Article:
Author: Gabrielle Zevin
Publisher: Knopf Publishing Group
Released: July 5, 2022
Received: Own (BOTM)
Warnings: Suicide, workplace shooting, childhood cancer
Wow. Wow! Suppose you have ever found yourself wanting to read a love letter to video game history merged with the intricacies of human nature. In that case, you must read Tomorrow, and Tomorrow, and Tomorrow. Written by Gabrielle Zevin, this is not a book that pulls punches.
Sadie Green and Sam Masur have a very long and complex history. It’s hard to define their relationship. They seemed to be friends at times, such as when they were children. At other times it almost felt like they were advisories.
Individually they are both extremely intelligent and creative. But together? Together they can create fantastic worlds. Worlds that fans will stand in line to buy, waiting on that next memorable experience.
“And what is love, in the end?” Alabaster said. “Except the irrational desire to put evolutionary competitiveness aside in order to ease someone else’s journey through life?”
Words cannot describe how deeply Tomorrow, and Tomorrow, and Tomorrow hit me. This novel is everything, and even then, that feels too bland of a statement. You must read this novel if you love video games (and their history), character-driven plots, and deeply emotional plots.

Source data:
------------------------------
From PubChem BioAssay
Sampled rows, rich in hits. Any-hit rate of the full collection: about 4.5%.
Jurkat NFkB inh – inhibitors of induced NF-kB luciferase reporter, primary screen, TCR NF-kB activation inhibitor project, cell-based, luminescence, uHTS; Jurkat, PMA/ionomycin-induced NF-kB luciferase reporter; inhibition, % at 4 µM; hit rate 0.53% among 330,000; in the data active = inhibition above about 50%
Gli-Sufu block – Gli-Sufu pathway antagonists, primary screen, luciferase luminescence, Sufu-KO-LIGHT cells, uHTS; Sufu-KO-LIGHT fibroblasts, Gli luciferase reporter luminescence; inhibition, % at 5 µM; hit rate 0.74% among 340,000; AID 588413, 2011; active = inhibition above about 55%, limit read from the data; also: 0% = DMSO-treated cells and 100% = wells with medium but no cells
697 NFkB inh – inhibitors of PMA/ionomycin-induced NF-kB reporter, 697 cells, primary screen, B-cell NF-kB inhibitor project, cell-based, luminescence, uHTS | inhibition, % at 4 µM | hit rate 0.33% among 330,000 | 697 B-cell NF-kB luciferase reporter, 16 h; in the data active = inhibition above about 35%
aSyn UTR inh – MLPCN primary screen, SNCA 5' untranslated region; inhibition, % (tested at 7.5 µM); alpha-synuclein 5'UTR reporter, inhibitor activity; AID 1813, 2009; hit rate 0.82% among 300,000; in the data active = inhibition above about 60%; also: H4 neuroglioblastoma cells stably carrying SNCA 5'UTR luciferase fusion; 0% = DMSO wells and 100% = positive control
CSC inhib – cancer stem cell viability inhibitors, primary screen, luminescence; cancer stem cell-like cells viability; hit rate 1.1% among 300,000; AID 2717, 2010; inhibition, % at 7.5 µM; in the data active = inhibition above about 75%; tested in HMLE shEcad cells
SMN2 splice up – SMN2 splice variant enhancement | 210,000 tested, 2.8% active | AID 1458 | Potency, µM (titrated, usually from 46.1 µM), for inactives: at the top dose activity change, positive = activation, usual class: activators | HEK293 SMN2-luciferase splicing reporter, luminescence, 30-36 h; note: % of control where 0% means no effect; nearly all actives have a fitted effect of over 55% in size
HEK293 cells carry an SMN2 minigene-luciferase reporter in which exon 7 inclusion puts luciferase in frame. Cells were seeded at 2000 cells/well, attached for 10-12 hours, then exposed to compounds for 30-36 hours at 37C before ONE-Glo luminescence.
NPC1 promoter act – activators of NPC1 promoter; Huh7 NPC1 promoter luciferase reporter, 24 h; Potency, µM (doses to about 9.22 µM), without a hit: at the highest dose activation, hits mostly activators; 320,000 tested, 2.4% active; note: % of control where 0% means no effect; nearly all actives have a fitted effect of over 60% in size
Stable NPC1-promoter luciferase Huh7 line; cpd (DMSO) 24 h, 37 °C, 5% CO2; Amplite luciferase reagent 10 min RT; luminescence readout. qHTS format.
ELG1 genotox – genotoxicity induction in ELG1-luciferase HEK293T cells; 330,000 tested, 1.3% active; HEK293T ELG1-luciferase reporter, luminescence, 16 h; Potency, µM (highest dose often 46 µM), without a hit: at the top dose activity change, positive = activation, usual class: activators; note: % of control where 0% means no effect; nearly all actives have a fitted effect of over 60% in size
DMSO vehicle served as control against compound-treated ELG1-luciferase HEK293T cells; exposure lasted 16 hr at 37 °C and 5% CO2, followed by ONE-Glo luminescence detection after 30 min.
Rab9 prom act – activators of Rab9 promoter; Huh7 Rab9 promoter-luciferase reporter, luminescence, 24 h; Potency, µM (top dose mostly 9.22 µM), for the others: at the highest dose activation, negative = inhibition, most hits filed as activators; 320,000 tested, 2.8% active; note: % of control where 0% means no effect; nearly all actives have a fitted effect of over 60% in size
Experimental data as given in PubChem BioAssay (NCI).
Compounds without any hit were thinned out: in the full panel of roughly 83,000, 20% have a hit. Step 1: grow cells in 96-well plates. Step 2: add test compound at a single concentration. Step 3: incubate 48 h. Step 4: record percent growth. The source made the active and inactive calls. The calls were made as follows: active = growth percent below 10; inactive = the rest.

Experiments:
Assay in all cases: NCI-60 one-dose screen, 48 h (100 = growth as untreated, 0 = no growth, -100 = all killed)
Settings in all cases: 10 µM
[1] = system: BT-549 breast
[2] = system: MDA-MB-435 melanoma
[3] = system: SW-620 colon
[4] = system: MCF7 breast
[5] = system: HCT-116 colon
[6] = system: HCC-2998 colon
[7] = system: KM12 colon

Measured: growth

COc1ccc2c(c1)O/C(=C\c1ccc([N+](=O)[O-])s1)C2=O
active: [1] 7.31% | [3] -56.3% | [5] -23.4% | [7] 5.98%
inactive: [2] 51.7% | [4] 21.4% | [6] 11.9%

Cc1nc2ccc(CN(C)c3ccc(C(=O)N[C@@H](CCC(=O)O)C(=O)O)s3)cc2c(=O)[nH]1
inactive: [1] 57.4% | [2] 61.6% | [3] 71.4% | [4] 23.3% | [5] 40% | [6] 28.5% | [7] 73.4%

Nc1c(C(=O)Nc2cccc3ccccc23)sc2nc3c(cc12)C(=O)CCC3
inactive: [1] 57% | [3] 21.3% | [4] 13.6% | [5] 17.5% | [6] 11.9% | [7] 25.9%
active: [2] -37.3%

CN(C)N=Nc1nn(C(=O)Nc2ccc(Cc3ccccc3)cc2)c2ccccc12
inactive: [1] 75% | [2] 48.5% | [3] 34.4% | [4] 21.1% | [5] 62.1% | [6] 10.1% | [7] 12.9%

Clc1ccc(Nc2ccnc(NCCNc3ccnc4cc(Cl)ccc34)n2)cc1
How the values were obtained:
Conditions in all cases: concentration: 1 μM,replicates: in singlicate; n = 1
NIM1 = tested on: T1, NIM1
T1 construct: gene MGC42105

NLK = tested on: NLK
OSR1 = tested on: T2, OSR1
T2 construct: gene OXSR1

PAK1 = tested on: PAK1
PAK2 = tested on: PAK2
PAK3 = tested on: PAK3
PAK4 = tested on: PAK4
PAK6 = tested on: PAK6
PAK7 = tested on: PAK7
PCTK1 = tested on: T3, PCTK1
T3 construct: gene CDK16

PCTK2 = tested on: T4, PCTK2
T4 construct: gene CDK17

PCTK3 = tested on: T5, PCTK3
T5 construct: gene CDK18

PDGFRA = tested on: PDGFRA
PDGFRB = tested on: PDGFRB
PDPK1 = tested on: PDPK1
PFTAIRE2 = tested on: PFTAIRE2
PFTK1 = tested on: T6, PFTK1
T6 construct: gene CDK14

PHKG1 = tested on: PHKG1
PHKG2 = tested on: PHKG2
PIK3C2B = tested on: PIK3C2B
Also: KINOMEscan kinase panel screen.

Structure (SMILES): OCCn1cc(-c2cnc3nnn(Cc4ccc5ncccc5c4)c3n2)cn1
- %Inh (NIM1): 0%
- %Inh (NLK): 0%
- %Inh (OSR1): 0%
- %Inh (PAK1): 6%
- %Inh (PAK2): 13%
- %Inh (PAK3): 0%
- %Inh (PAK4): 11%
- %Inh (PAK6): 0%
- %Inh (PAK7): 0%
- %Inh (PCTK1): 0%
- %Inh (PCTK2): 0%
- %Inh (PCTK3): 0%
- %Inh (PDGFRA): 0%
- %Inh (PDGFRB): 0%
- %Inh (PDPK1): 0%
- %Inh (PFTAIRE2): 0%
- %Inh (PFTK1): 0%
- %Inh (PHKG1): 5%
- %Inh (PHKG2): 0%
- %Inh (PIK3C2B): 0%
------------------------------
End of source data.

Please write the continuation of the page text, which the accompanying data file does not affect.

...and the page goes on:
What really hit me is how complex Sadie and Sam’s relationship is. Thanks to the description, I knew it wouldn’t be smooth sailing. But as with many things in life, that description didn’t even scratch the surface. It was the tip of the iceberg, so to speak. There are countless bumps on the road that is their relationship. Given how many there are, the odds are good that readers will find themselves resonating with at least one of these events. They’re very human, even when drawn out to certain extremes.
“But it is worth noting that to be good at something is not quite the same as loving it.”
To put it simply, the relationship between Sadie and Sam is the foundation for Tomorrow, and Tomorrow, and Tomorrow. Yet it isn’t the only part of this story, as it is a love note to the whole video game history. There are so many hat tips and references. Yet they’re all done with a sense of reverence. They lack the flippant handling that I’ve expected, based on other famous examples of this type of storytelling. It’s the missing piece I hadn’t realized I’d been looking for.
It’s been a while since I read a novel that moved me to tears (not counting the conclusion of the series, as those always get me). It’s been even longer since a story blindsided me with those tears. Yet Tomorrow, and Tomorrow, and Tomorrow gets an award for making me cry on multiple occasions. It dug into my soul and forced me to experience every emotion alongside the characters.
What I’m trying to say is that Tomorrow, and Tomorrow, and Tomorrow is very much a worthwhile read. Once again, I hope we’ll see a (faithful) adaptation of a book I am in love with. I want to know how this one would look with a big Hollywood budget.
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This is on my tbr. Awesome review!
Ohh! You are in for such a treat!